Tip #4: Use a combination resume format
If you have an employment gap or you are planning to change career fields, using a chronological resume format, or a format that emphasizes your most recent work experience, will make your employment gap stick out like a sore thumb.
Alternatively, a combination resume format places emphasis not on your work history, but instead on your relevant skills and qualifications.
If you decide to use a combination resume format, I suggest doing the following:
- Emphasize transferable skills throughout your resume if you lack job-specific skills or related work experience. Transferable skills are skills that can be used in any industry like written and verbal communication, problem-solving, and teamwork.
- I suggest including a category titled “Related Experience” or “Relevant Skills.” Here you can highlight your qualifications and skills that pertain directly to the job. This especially helps if your most recent work experience (either paid or unpaid) is not related to the position for which you are applying
- Underneath this category you can create another category titled something like “Additional Work Experience” to list additional, less-relevant positions. Note, if space is an issue, I recommend not going into detail describing less-relevant positions. Instead, just list your title, company name, and dates of employment).
- Highlight volunteer, freelance, part-time, and / or contract experience. Depending upon their relevance to your targeted industry or job, you can either list these experiences under a “Skills & Qualifications” section, or under “Work Experience.”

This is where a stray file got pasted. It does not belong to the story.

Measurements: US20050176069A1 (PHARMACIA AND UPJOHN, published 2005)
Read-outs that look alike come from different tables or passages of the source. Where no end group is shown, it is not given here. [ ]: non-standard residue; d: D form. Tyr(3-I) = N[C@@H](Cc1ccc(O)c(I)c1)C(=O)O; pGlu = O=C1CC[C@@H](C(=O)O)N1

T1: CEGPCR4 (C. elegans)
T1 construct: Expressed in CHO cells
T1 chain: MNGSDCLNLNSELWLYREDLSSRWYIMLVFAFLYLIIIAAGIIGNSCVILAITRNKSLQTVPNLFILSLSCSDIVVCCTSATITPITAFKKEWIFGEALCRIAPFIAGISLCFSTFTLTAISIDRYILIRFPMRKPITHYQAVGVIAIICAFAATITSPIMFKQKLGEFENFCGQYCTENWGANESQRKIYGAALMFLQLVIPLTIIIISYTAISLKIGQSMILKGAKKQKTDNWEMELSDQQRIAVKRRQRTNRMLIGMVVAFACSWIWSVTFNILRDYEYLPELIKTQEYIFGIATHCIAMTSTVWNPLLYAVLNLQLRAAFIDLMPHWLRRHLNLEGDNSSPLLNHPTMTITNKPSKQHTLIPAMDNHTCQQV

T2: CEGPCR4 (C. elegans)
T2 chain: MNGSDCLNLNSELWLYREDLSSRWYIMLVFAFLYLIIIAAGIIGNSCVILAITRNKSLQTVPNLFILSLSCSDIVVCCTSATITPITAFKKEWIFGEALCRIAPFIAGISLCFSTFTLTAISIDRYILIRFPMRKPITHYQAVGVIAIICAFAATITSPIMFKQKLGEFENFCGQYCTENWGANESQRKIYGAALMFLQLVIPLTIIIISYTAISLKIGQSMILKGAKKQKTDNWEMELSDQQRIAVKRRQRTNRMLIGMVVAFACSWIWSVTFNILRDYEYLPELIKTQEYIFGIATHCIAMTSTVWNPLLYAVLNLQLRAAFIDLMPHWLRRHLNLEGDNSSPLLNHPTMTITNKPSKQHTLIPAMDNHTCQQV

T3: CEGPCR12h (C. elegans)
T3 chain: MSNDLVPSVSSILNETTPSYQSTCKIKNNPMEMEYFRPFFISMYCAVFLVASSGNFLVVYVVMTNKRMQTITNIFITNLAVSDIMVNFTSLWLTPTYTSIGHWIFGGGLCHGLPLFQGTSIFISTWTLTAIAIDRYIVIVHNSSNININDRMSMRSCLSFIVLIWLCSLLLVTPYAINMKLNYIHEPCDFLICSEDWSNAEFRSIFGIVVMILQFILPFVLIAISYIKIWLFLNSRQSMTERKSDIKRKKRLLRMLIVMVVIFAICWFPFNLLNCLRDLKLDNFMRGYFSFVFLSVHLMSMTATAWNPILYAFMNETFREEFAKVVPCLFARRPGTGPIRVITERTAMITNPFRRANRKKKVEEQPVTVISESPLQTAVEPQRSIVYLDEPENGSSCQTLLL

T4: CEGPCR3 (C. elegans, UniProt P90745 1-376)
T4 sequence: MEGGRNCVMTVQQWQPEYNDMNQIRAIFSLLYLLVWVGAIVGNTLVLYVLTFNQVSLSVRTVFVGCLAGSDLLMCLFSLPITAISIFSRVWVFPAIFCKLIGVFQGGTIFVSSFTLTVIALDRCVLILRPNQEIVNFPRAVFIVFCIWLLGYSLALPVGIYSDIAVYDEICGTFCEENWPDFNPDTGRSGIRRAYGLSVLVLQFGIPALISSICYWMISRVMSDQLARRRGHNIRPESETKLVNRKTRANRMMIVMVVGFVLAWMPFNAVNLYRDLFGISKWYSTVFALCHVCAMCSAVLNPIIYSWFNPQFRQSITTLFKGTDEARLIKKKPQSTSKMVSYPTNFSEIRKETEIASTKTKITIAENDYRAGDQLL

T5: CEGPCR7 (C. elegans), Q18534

- If you have an employment gap of a year or more (and you don’t have volunteer, contract, or part-time experience to list), I suggest addressing it head-on rather than trying to pretend it’s not there. For example, you can use a title like “Full-Time Stay at Home Mom,” “Full-Time Caregiver,” or “Full-Time MBA Student” and the corresponding dates. This way en employer or recruiter doesn’t have to guess what you were doing during the gap and there are no red flags raised.
Studies show that roughly 99% of Fortune 500 companies use ATS. See related: Is Your Resume ATS-Friendly?
Tip #5: Craft a compelling cover letter
Try not to not just repeat information from your resume in your cover letter. Research the company and find out their mission, goals, projects, as well as current challenges. How does the company’s mission relate to your work philosophy or goals? What specifically can you do to assist the organization?
The cover letter is also a place where you can talk briefly about your employment gap. You can write something like:
“During my hiatus from the paid workforce, I honed my project management and communication skills through volunteering for organizations like the PTA and Girl Scouts of America.”
See related: The Four-Step Process to Addressing Gaps in Your Cover Letter
Regardless of how long you have been out of the paid workforce, highlight your relevant skills and qualifications on your resume. Make sure you also tailor your documents to each position you apply for.
By taking these critical steps, you minimize your employment gaps on your resume, communicate your most relevant attributes to an employer and set yourself apart from thousands of other job seekers.